Triodos Bank AGM: profits or philanthropy is a false choice
More than 500 investors and savers gathered at the Old Passenger Shed in Bristol earlier this month for Triodos Bank’s annual general meeting (AGM). It was an event that very much broke free from the norm.
Mention ‘banking’ to the layperson and the chances are they’ll mention the scandals: the excessive bonuses, the mis-selling of financial products and the irresponsible investment strategies. The industry’s wrongdoings are often common knowledge.
There is often a palpable sense of greed, unethical decisions and a one-track mind desperately snatching at a quick fix of financial empowerment, accompanied by a blatant ignorance of the impact that investment decisions are having on the real economy, outside of the banking bubble.
I would encourage people of this mindset to look at the alternative options, for they are worlds away from the mainstream.
Triodos Bank’s AGM, held in Bristol on a beautiful Saturday morning in September, saw more than 500 customers congregate to find out how their money was being used; namely for environmental and social good. Sitting in a magnificent building at the heart of Britain’s green capital, I couldn’t help but sense a ray of hope.
Banking doesn’t have to be evil, and there are genuine bankers who care about the societies that they serve.
Charles Middleton, the managing director of Triodos UK, kicked off proceedings by welcoming his fellow “changemakers”; after all, it was their money that was being used to make bring about change within society.
Every person in the room, Middleton said, were united by a single common goal; one that aims to bring about cultural and social changes to the world in which we live.
But is it possible to make profits whilst attending to the needs of society, the planet and its people? The figures suggest so. In 2012, Triodos Group as a whole made international profits of £25.1m, and in the first half of 2013, this figure stands at £15.6m.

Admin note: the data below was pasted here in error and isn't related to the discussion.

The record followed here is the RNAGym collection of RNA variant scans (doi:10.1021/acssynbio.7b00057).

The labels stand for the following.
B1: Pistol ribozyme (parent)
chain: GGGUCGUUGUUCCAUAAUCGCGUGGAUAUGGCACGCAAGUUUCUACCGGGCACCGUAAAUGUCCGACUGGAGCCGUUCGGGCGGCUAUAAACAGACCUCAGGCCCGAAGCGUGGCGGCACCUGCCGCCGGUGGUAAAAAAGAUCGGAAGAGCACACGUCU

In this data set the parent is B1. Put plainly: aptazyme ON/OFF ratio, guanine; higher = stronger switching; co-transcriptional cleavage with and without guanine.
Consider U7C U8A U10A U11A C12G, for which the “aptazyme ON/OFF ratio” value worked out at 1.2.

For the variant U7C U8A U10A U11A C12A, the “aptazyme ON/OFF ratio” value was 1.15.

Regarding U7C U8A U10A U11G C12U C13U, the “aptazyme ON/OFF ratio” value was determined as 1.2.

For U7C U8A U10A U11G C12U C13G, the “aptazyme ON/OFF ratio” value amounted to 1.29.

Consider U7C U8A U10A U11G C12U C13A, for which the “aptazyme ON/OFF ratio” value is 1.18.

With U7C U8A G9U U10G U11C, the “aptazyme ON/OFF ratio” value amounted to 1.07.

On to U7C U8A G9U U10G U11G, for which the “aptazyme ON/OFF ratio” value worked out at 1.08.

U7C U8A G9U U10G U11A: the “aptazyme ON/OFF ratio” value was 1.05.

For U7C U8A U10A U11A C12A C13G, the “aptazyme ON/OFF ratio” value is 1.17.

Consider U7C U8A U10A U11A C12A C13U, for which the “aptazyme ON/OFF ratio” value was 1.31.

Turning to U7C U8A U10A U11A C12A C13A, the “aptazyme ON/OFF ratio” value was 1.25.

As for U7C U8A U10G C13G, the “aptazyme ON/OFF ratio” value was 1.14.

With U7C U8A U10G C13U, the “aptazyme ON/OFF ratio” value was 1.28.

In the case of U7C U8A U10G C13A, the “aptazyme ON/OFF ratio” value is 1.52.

Although this might be a drop in the ocean next to some of the mainstream banks, you only have to take one look at the plight of the Co-operative Bank, which recently announced pre-tax losses of £709m, to see that Triodos is putting bread on the table for its customers.
Triodos also has an impressive investment portfolio to match, ranging from Cafe Ode, the UK’s most sustainable restaurant, to Jamie’s Farm, an initiative that aims to get young people on the brink of crime back on track by transforming their lives.
Another of the success stories was a social enterprise backed by Triodos, Bristol Together, which works on rehabilitating ex-prisoners. Among its last round of participants, only one of 40 returned to prison – enough to make G4S and Serco quiver in their boots.
Among the other Triodos speakers were Dan Hird, head of corporate finance, and James Vaccarro, head of marketing and corporate development. Each told how the Triodos visions were brought to life through the projects they fund.
But what struck me more than anything was the mutual respect between the bankers and the customers. All 500 attendees sat in awe of the great things that were happening with their savings. But, if customers can grow their savings with high street banks, why would they bother having to inconvenience themselves by switching?
“I was horrified and mortified by what was happening with my money when I used mainstream banks“, said Liz Caulder, a 32-year-old psychology student who has banked with Triodos for three years.